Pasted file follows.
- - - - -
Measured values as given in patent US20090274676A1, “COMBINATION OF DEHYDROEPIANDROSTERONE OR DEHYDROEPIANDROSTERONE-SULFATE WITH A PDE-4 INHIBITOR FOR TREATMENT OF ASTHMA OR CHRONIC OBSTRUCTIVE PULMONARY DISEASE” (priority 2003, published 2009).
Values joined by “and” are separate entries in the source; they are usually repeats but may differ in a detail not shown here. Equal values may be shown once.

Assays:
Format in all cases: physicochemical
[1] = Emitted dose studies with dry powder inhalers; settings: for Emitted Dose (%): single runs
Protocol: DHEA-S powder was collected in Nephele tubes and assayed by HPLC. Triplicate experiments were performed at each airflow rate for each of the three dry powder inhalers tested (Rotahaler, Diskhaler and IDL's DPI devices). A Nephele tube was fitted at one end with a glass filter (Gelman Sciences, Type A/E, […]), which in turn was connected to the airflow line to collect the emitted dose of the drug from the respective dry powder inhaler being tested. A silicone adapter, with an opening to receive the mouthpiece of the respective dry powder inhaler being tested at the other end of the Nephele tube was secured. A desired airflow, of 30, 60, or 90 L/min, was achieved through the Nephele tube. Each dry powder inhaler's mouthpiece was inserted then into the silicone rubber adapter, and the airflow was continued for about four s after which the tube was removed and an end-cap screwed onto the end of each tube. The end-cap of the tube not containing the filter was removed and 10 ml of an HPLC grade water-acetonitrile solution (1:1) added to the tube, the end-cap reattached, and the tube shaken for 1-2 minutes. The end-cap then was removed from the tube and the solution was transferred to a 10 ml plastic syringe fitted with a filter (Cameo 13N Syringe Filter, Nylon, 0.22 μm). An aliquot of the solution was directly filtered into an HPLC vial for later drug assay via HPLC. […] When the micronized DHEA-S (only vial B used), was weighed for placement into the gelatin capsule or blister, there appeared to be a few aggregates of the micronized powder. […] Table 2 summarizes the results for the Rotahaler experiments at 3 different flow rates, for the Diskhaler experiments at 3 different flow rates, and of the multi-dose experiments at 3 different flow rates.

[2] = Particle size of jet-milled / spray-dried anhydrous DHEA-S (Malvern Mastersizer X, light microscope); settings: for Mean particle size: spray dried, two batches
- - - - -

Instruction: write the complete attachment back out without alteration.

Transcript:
Measured values as given in patent US20090274676A1, “COMBINATION OF DEHYDROEPIANDROSTERONE OR DEHYDROEPIANDROSTERONE-SULFATE WITH A PDE-4 INHIBITOR FOR TREATMENT OF ASTHMA OR CHRONIC OBSTRUCTIVE PULMONARY DISEASE” (priority 2003, published 2009).
Values joined by “and” are separate entries in the source; they are usually repeats but may differ in a detail not shown here. Equal values may be shown once.

Assays:
Format in all cases: physicochemical
[1] = Emitted dose studies with dry powder inhalers; settings: for Emitted Dose (%): single runs
Protocol: DHEA-S powder was collected in Nephele tubes and assayed by HPLC. Triplicate experiments were performed at each airflow rate for each of the three dry powder inhalers tested (Rotahaler, Diskhaler and IDL's DPI devices). A Nephele tube was fitted at one end with a glass filter (Gelman Sciences, Type A/E, […]), which in turn was connected to the airflow line to collect the emitted dose of the drug from the respective dry powder inhaler being tested. A silicone adapter, with an opening to receive the mouthpiece of the respective dry powder inhaler being tested at the other end of the Nephele tube was secured. A desired airflow, of 30, 60, or 90 L/min, was achieved through the Nephele tube. Each dry powder inhaler's mouthpiece was inserted then into the silicone rubber adapter, and the airflow was continued for about four s after which the tube was removed and an end-cap screwed onto the end of each tube. The end-cap of the tube not containing the filter was removed and 10 ml of an HPLC grade water-acetonitrile solution (1:1) added to the tube, the end-cap reattached, and the tube shaken for 1-2 minutes. The end-cap then was removed from the tube and the solution was transferred to a 10 ml plastic syringe fitted with a filter (Cameo 13N Syringe Filter, Nylon, 0.22 μm). An aliquot of the solution was directly filtered into an HPLC vial for later drug assay via HPLC. […] When the micronized DHEA-S (only vial B used), was weighed for placement into the gelatin capsule or blister, there appeared to be a few aggregates of the micronized powder. […] Table 2 summarizes the results for the Rotahaler experiments at 3 different flow rates, for the Diskhaler experiments at 3 different flow rates, and of the multi-dose experiments at 3 different flow rates.

[2] = Particle size of jet-milled / spray-dried anhydrous DHEA-S (Malvern Mastersizer X, light microscope); settings: for Mean particle size: spray dried, two batches